News from Banks County...

 July 18, 2000


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OPINION
Angela Gary
Beach or mountains?

Sitting on a nearly deserted beach with a good book. The gentle waves splashing against the sand as seagulls fly overhead. Looking out along the shore's edge as my cousin Heather gathers seashells.

Rochelle Beckstine
To save a Princess

In the spirit of Adam's column last week where he admitted to his lack of prowess at golf, I thought I'd make a confession of my own. I can't play Nintendo 64. I know, it's shameless.


SPORTS
BCRD girls headed
to state tourney
The Banks County Recreation Department's 11-12-year-old softball all-stars are headed to the state tournament.


Neighborhood News...
JACKSON COUNTY
Commerce BOE To Fingerprint Staff
The Commerce School System has always required fingerprinting and a criminal records check for its certified staff but, under a new state requirement...

County BOE sets Aug. 9 work session on attendance policy
An increasing number of requests from students living outside the school district to attend county schools has led the Jackson County Board of Education to take a closer look at its attendance policy.


News from
MADISON COUNTY
Danielsville council focuses on water issues at Mon. night meeting
Water was the focus of the Danielsville city council Monday night. The council passed an emergency water conservation plan, approved new water rates and delayed a zoning decision on a new...

Fortson denied bond
Tracy Lea Fortson will remain in jail without bond, a judge ruled in Madison County Superior Court last week.


 

 

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ONE-MAN SHOW AT LIBRARY

Visitors to the Banks County Public Library last week laughed when Bruce Bernstein presented his one-man-show, "A Patriotic 4th Celebration." Bernstein, a Long Island transplant, is shown wailing some New Orleans jazz for the delighted audience. He brought with him a violin, guitar, clarinet, trumpet, harmonica and a host of hats to take the children on a musical cross country trip honoring the United States. His show has been seen all around Georgia, mostly in the Atlanta area. The former teacher of geography and music decided to listen to his wife, Kathy, and left teaching 15 years ago to entertain children. He performs at 600 preschools and schools each year.


BANKS CO. GOVERNMENT

Banks County residents file suit
against Baldwin over taxation

Twenty-nine Banks County residents of the City of Baldwin are finding out what it's like to fight city hall. They're taking the City of Baldwin to court and they say they need Banks County's help to prevent the city from taxing them unfairly.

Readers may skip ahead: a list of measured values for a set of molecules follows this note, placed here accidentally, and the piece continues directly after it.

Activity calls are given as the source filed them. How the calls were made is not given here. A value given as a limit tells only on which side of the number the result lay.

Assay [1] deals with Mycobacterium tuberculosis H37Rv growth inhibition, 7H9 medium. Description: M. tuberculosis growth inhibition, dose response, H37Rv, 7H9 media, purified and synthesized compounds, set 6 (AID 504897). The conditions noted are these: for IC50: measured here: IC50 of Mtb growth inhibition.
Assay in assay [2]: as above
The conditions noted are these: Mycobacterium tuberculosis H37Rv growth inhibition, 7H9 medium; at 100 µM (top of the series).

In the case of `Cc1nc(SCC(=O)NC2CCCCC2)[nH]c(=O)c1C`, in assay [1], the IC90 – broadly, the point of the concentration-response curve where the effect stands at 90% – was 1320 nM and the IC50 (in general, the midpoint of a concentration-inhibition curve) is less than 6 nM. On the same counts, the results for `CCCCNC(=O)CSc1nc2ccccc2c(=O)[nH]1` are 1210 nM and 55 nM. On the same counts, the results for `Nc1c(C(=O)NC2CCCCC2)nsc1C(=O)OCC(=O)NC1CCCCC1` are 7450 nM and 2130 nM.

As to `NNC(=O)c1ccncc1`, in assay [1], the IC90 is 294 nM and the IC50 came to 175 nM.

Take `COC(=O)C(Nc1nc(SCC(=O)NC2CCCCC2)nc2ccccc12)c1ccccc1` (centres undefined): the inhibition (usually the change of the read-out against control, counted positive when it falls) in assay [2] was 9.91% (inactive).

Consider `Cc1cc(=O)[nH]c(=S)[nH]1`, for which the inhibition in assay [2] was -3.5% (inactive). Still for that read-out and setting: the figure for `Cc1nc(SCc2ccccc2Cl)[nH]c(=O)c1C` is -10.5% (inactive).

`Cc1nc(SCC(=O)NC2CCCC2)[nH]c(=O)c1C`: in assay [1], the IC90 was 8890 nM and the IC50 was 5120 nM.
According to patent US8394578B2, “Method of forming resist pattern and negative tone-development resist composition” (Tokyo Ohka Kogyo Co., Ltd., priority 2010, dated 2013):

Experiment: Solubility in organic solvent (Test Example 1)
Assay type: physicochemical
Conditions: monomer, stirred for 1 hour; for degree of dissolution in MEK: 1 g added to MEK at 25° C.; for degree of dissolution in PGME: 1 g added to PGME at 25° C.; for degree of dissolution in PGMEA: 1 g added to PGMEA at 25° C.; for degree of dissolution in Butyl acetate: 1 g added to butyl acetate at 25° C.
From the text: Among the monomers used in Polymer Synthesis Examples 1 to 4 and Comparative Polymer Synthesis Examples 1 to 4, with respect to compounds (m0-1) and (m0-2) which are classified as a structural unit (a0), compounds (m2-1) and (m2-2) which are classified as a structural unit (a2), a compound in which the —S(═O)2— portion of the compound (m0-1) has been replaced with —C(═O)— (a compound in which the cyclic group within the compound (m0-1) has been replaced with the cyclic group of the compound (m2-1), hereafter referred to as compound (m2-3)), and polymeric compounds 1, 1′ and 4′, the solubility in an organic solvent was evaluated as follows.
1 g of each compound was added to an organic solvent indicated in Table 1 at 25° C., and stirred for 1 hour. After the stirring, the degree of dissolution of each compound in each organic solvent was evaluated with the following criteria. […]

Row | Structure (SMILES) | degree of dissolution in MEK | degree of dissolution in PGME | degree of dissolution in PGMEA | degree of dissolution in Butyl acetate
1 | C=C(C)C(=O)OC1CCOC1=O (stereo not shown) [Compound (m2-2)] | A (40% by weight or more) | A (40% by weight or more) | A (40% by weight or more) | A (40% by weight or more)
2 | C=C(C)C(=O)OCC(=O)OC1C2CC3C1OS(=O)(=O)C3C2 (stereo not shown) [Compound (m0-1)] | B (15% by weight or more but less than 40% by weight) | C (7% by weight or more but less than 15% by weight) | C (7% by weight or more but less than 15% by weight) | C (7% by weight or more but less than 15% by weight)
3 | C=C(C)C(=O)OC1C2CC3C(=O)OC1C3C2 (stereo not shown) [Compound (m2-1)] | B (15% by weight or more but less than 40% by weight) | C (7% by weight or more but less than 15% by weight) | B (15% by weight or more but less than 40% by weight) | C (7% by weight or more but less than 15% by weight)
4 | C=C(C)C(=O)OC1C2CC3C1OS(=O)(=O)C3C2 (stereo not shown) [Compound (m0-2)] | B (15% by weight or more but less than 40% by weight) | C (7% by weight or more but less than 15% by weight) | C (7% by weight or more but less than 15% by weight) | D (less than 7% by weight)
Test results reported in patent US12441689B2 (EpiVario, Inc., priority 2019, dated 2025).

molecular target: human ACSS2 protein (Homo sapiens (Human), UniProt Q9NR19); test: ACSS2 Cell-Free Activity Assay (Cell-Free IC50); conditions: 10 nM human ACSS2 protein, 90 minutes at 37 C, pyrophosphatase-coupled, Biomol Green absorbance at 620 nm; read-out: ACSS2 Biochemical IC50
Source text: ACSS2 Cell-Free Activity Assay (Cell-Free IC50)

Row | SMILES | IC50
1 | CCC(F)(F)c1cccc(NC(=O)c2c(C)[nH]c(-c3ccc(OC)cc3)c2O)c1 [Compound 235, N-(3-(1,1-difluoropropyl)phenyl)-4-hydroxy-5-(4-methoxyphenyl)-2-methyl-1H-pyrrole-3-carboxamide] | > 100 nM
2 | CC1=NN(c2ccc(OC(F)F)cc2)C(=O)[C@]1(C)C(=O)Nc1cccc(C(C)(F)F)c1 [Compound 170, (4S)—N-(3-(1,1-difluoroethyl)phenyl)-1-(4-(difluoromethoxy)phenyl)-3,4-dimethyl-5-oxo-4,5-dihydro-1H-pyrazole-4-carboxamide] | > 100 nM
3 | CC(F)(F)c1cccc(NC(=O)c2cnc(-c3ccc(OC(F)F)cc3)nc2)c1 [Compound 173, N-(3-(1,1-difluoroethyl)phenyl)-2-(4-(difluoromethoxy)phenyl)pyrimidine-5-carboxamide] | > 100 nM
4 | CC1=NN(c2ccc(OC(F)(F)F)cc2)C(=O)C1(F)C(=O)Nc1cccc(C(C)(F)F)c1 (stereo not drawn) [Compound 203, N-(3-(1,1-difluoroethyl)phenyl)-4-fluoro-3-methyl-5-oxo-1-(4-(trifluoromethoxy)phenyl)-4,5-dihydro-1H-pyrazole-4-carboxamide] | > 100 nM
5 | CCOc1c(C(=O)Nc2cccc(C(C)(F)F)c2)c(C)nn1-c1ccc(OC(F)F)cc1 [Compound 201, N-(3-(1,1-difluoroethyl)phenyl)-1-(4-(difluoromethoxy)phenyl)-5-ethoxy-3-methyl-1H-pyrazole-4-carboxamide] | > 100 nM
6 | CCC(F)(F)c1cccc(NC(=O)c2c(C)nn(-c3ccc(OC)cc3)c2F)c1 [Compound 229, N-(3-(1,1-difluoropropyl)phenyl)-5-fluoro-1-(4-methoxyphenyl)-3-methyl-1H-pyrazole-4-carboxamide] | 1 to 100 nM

After a closed session Monday night, the Banks County Board of Commissioners voted to grant the citizens' request. The county will file a motion seeking the court's permission to join the Baldwin residents of Banks County in their suit.
More broadly, the civil action may have far-reaching implications for counties and cities throughout the state.
Banks County residents filed suit against the City of Baldwin June 30, alleging that local option sales tax dollars collected in Banks County are being improperly used to roll back city property taxes for Baldwin residents living across the line in Habersham County. The suit asking for a judge to intervene was filed in Habersham County Superior Court.
For two decades, Baldwin city residents who resided in Banks County did not receive a property tax bill from the city. Baldwin's share of local option sales taxes collected in Banks County was used to roll back property taxes of Banks County residents who resided in Baldwin.
Once the rollback was complete, Banks County/Baldwin residents did not owe taxes to the city. Any remaining sales tax funds were used to offset taxes charged to Baldwin residents of Habersham County, city attorney David Syfan said.
In November 1999, the rollback procedure changed when Baldwin enacted an ordinance setting a uniform millage rate for all city residents, regardless of their county of residence. Now, citizens of both Habersham and Banks counties receive equal property tax rollbacks from Banks County local option sales tax proceeds, a move that decreases the tax-reduction benefit to Banks County residents.
When tax bills went out to Banks County residents of Baldwin this spring, for the first time in 20 years, residents filed suit charging that the rollback process and resulting taxation is illegal. The law firm of Caudell & Hotard, L.L.C., Baldwin, prepared the suit. It does not seek monetary damages. The suit petitions the court to intervene on Banks County residents' behalf by declaring the 1999 Baldwin taxation ordinance unconstitutional.
Those filing suit include: Harriet Wells, Curtis Eller, Ray Holcomb, Beverly Holcomb, Bobby Joe Caudell, Don Crump, Ray Lewallen, Glenda Lewallen, Nelson Lewallen, Marvin Smith, Gloria Smith, Tony Smith, Charolyn Helton, Jennifer Taylor, Jackie Taylor, Ilugo Martin, Mack Turner, Dena Ivey, Melvin Coley, Vance Gallaway, Gaye Gallaway, Ann Nations, Lester Haynes, Frances Haynes, Hoyt Wilson, Deborah Wilson, Brenda Smith, Larry Lewallen and Brenda Allen.
Respondents named in the suit include: the City of Baldwin and each council member in his/her capacity on the council.
See this week's Banks County News for the complete article.


County planning commission
says 'yes' to hunting lodge